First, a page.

When I was in grade three, my cousin who was a huge “weird” animal/pet fan, put a snake in my bed, when he tried to wake me up in my late afternoon sleep fest. I woke up to a nasty sensation of the snake slithering up my body, by the time I opened my eyes, it was practically at my face – it haunts me to this day I can’t even watch Harry Potter without squirming and causing a scene.
What’s your favourite art work?
Slope 2004 by Carl Andre.
Describe a real-life situation that inspired you?
I was at the airport recently when a heavily pregnant woman’s water broke, it was the craziest moment where everyone was panicking and I was calmly documenting the moment writing a poem and then going on to draw sitting a couple seats near the panicking group
What’s your most embarrassing moment?
Getting praised for an artwork piece and an offer to buy the that was not mine on Instagram – how I wished I painted as well.
What jobs have you done other than being an artist?
Wow, This one will go on forever, since I started waiting tables to writing assignments for rich kids back in uni days when I was 17. Let’s say my other job was working in public relations for a movie distribution company (unnamed) in Bangkok.
Because I love it. Art makes me express myself to others without annoyingly telling people my latest heartbreak or conquest over and over again. I can kiss and paint instead without being vulgar.
What is an artistic outlook on life?
Okay I’m going to be odd and cliche’. There’s beauty in everything – even broken-ness, you just have to feel it, paint it, and see the beauty in it.
What memorable responses have you had to your work?
I love it – is it finished?
What food, drink, song inspires you?
I love anything cheesy – whether is food or music. Does it inspire me… hmm maybe not so much on the food, but really cheesy love songs or sad songs do. Oh and I’m a huge fan of beer and painting. I paint much better when I’m a little more loosen up.
Is the artistic life lonely? What do you do to counteract it?
Yes and no. It’s not lonely – but usually I’m more inspired when I am (laughs) – so naturally I document it – whether its writing, painting or drawing (when I’m lonely).
What do you dislike about the art world?
The term Struggling Starving Artist – it’s so true!
What do you dislike about your work?
I’m terrible at finishing my work. I always take it out and correct it even if it’s a tiny spot or line.
What do you like about your work?
It lets me express myself without a need for words.
Should art be funded?
Yes to a certain extend. I don’t believe in funding for those who use art as an opportunity to be a free loader. But at the same time I do believe in the term “Struggling Artist”. I mean look at Vincent Van Gogh, that man was a genius. But not everyone can have a wealthy art dealer brother who fully supports our dreams, now can we?
What role does arts funding have?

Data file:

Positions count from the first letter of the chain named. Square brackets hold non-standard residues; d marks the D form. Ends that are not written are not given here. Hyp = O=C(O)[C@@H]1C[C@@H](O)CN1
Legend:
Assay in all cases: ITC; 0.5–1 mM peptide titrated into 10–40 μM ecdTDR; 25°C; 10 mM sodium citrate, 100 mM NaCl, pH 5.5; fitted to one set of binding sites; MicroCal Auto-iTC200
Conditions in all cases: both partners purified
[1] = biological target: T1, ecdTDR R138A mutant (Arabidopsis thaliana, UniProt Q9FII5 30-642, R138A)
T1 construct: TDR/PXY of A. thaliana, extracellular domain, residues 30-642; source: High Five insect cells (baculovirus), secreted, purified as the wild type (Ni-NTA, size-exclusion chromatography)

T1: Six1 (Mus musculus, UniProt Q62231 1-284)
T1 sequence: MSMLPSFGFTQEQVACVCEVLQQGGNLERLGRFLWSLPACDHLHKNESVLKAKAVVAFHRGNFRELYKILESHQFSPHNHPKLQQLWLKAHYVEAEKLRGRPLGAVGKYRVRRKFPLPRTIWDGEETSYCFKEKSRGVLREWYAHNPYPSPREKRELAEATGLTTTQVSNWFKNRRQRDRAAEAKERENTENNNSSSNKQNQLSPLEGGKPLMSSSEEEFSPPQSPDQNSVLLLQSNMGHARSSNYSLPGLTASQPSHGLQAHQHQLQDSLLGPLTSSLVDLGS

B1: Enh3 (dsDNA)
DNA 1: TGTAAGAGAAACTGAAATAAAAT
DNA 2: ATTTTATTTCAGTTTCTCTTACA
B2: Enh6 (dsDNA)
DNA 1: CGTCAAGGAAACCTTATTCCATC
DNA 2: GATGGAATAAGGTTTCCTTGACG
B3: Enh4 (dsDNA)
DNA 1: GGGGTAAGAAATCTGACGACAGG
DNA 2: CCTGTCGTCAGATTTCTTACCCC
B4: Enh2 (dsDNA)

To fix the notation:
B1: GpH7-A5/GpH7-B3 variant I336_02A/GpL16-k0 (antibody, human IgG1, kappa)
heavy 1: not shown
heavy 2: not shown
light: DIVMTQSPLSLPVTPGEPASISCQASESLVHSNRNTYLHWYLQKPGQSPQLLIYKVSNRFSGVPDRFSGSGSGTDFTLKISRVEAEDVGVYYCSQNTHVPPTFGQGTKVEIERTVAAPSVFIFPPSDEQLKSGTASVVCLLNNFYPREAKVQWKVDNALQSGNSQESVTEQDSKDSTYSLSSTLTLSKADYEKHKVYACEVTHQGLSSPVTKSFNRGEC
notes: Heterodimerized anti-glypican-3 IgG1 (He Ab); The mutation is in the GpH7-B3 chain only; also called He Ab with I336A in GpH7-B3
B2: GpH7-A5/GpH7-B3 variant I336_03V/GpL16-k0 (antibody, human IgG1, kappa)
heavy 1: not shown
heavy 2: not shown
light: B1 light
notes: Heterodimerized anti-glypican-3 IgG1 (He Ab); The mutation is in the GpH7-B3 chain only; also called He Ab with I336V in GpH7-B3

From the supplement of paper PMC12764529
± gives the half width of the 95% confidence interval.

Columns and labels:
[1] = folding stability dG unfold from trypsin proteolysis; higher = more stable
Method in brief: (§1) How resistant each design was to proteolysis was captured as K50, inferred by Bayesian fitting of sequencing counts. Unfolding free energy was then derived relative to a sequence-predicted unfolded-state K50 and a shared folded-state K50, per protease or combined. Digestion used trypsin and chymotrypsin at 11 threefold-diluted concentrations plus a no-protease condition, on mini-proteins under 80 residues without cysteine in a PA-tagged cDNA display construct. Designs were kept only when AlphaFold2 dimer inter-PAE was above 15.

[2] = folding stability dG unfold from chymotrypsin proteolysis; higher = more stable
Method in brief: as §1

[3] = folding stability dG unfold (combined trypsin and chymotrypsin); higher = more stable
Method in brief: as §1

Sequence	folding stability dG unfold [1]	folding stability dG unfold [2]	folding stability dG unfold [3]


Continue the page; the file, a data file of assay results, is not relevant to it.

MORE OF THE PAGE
The role of arts have been questioned for years, but I believe art gains a huge part of tourist attraction not just in Thailand but all over the world. For example the MOCA museum draws a lot of tourist (mainly) as visitors. Art plays a huge role in many countries, and we have many fabulously talented artist here in Thailand also – we can take the same approach to increase the country’s capital.
Also art plays a huge role in the education and medical system. It is a well known fact that art is used by many of the rehabilitation centres and in anger management and by counselling practitioners. It is found that art aids one to open up and encourages one to communicate and be willing to learn.
What makes you angry?
What research to you do?
I don’t really research. I tend to look for inspiration if I feel stuck. Sometimes I pop my ear phones on and take a walk in the crowded markets, other times I go to the bookstore (again popping on earphones) and I just sit on the floor and read poetry.
What superpower would you have and why?
Telepathy. The mind is fascinating. To be able to be a telepath can mean no more communication barriers, no more language barriers. It could be a memory manipulation, a feeling emotion sensor, so many things can be done on that level. It’s pure evil (laughs)
Name something you love, and why.
My cat. He’s like my son. He has temper tantrums but sometimes he’ll grovel, he’ll act overly protective, he’s like the perfect man – only a cat.
Name something you don’t love, and why.
Numbers – I’m terrible with it.
What is your dream project?
I’ve yet to think of one.
Name three artists you’d like to be compared to.
Cecily Brown, Joan Miro, Marten Jansen.
Favourite or most inspirational place (in Devon)?
I’ve never been to Devon. I’ve only been to London. But I hope to one day go visit South Devon, I hear that there’s lots of music festivals and galleries and it seems like a laid back quiet part of the country.
What’s the best piece of advice you’ve been given?
Find your passion.
Professionally, what’s your goal?
Gain recognition for my art. Have my own solo exhibition.
What wouldn’t you do without?
My iPod. No music no life.
Rebecca Lam, thank you.
You can find more of Rebecca’s work on her website.